Withrow was the son of first cousins who married due to unplanned pregnancy. The marriage ended after three years and Withrow was raised by his father Albert. Withrow stated that he came from a racist background and that his father made him read far-right literature and study the life of Adolf Hitler whilst growing up in Sacramento, California. He also claimed that his father had been violently abusive and that, amongst other incidents, had once armed the young Greg Withrow with a knife before setting the family bull terrier on him and telling him to kill the dog or be killed. Withrow however subsequently claimed that he had exaggerated and invented much of the narrative of his childhood in order to garner sympathy.
Withrow joined the Ku Klux Klan at the age of 14 and with his friends set up a gang that carried out a series of muggings against Japanese tourists and gay people. Withrow was quickly arrested however when one of his intended victims proved to be an undercover police officer.
In 1979, whilst in attendance at American River College, Withrow established the White Student Union as an attempt to increase white supremacist action among the student population. Withrow had become disillusioned with what he saw as the ineffectiveness of the Ku Klux Klan. He came to the attention of Tom Metzger and before long Withlow's group had formed a close link with the Aryan Youth Movement, the youth branch of Metzger's White Aryan Resistance. Under Metzger's direction Withlow became recognised as a rising star on the far-right and neo-Nazi scene in the USA, with a series of speeches delivered at the Aryan Nations compound in Idaho attracting wide attention for the fiery nature of their rhetoric. He attracted further controversy at the 1986 Aryan World Congress by stating that non-Aryans in the USA should "be terminated or expelled".
Withrow claimed that he advocated a cell-based organization akin to Leaderless resistance, albeit one that he personally called the "100 Hitlers policy", arguing that it allowed the movement to continue to function even when individual cells were brought down by law enforcement.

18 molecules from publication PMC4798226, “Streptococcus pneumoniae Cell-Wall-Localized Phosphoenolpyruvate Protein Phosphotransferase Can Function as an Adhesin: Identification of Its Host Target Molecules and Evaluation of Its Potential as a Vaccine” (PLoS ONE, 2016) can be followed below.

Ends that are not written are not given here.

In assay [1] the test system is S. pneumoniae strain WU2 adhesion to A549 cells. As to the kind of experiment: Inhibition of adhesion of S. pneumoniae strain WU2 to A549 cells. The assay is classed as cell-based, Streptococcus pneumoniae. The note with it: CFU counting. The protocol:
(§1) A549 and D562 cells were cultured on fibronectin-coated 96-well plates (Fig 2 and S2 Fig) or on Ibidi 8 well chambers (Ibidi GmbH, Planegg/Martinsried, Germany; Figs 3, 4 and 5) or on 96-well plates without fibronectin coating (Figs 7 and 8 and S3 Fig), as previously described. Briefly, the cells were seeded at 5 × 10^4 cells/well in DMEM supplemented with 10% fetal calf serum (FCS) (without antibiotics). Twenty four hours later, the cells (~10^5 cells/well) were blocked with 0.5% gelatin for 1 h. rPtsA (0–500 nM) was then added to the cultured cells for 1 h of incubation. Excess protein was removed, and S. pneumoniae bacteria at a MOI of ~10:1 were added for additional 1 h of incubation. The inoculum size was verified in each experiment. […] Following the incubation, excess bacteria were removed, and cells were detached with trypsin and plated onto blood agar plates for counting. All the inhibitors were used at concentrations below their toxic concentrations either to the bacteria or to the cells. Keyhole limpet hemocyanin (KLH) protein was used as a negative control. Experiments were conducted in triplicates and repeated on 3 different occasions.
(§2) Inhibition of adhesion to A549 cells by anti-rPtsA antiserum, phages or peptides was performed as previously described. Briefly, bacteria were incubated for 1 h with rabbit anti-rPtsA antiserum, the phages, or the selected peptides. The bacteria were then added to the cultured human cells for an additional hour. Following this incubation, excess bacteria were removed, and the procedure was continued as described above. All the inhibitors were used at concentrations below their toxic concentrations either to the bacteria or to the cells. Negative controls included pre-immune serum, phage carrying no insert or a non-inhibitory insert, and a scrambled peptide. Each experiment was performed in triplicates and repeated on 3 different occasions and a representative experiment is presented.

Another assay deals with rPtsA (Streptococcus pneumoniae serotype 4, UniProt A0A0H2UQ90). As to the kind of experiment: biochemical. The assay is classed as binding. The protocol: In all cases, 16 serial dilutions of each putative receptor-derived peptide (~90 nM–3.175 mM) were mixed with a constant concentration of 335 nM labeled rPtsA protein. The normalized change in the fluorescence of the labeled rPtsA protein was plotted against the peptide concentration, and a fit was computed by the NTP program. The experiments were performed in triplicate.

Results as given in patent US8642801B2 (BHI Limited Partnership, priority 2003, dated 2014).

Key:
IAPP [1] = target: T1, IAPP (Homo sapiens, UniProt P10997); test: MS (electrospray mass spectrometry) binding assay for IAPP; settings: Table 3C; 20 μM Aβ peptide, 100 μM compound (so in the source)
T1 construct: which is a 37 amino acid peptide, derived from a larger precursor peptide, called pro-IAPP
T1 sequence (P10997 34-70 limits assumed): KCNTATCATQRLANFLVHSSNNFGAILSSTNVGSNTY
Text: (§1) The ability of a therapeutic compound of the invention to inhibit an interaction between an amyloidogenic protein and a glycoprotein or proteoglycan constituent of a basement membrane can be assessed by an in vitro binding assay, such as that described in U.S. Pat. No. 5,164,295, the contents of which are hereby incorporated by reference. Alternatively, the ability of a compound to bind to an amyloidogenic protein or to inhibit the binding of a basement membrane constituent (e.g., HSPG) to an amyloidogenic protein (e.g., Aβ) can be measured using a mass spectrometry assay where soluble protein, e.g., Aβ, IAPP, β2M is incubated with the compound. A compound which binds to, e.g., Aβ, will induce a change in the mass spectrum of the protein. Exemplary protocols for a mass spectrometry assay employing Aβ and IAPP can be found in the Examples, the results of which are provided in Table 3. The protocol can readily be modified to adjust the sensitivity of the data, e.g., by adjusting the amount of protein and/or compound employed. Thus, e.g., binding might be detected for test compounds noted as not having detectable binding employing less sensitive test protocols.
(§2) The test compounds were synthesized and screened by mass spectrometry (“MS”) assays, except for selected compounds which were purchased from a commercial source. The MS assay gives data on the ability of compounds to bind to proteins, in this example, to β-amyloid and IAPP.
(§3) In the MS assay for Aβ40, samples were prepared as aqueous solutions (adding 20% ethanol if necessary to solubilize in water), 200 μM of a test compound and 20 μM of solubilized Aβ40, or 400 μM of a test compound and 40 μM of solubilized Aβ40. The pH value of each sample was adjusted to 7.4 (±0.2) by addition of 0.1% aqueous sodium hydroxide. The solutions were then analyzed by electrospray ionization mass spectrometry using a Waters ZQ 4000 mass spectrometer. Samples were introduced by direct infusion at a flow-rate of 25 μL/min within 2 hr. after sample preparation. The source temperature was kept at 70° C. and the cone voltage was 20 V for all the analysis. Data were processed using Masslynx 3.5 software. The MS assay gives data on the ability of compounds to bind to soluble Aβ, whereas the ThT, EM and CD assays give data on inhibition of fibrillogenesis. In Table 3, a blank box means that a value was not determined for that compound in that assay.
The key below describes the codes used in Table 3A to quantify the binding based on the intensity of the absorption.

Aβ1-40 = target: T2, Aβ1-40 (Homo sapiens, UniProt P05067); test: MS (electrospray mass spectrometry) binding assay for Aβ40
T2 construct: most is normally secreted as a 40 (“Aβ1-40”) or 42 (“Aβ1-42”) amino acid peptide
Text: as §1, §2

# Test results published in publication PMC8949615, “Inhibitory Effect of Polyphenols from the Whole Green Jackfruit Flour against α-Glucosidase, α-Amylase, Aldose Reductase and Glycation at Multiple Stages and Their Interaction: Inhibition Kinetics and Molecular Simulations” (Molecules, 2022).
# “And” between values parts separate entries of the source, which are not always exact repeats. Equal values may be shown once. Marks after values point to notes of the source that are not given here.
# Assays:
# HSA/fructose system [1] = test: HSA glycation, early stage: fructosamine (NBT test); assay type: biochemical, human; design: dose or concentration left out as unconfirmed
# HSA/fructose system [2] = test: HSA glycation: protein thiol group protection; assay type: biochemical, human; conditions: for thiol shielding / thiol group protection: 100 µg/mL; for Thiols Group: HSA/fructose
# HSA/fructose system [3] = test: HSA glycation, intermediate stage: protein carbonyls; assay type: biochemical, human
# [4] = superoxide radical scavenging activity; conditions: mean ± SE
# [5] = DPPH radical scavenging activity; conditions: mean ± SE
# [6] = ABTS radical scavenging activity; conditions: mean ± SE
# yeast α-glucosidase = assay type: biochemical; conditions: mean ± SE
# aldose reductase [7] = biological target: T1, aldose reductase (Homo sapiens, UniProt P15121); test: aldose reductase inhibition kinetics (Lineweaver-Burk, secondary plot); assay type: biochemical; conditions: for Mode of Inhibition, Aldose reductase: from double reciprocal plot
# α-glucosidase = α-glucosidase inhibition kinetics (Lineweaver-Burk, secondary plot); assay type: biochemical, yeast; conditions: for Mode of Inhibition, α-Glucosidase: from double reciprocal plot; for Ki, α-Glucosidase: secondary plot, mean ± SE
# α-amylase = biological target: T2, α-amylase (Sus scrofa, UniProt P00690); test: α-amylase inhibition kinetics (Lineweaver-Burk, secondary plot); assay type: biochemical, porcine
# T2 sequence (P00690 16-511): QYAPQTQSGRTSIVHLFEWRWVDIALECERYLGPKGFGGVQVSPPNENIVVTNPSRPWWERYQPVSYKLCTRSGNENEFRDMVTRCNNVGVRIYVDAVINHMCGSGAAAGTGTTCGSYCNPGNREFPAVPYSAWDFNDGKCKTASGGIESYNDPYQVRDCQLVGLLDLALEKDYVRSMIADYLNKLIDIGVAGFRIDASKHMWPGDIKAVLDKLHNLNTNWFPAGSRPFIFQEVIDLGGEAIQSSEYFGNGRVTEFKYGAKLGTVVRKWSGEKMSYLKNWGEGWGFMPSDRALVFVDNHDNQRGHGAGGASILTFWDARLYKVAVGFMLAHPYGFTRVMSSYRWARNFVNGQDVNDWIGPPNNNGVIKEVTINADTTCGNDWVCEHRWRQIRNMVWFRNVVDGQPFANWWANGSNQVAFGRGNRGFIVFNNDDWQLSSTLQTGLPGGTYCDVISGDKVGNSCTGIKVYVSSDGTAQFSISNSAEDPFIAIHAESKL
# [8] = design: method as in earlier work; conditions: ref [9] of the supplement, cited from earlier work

Withrow claimed that he renounced racism in 1987 due to the death of his father and the fact that he had fallen in love with a woman whose family had come to the United States as refugees from Nazi Germany.
Withrow decided to quit the movement in 1987 after his father died and he fell in love with a woman whose family had fled Hitler's Germany. He stated that "I've said a lot of terrible things and I've spread a lot of harm; I don't want to hate anymore".
Soon after his departure from the far-right he claimed that he was attacked in a parking lot near a branch of K-Mart in Sacramento by a skinhead gang whose number included his former best friend. He claimed that his former friends captured him and tortured him to near death before he was able to escape. He had been nailed to a crossbeam and slashed with knives before being left for dead. However he regained consciousness and ran off, with the beam still nailed in place, and sought assistance from several passers-by before an African-American couple came to his aid.
After details of the attack were disseminated Withrow became the centre of media attention. Now publicly declaring his support for anti-racism, Withrow became a mainstay on daytime television and tabloid talk shows, being interviewed by Oprah Winfrey, Phil Donahue and Montel Williams, as well as accepting speaking engagements for groups such as the Anti-Defamation League of B'nai B'rith. On one occasion he appeared alongside Tom Metzger's son John on The Phil Donahue Show and Withrow claimed that Metzger told him that he deserved to die for leaving the white supremacist movement. His autobiography, Child of the Fourth Reich, was released around this time and it was praised by Anti-Defamation League regional director Richard G. Hirschhaut as "a riveting account of one person's passage through the subterranean milieu of paranoia and hatred and his ultimate redemption through love". A movie version of the book was even mooted with Woody Harelson and Sean Penn, with both saying that they were interested in Withrow's life story.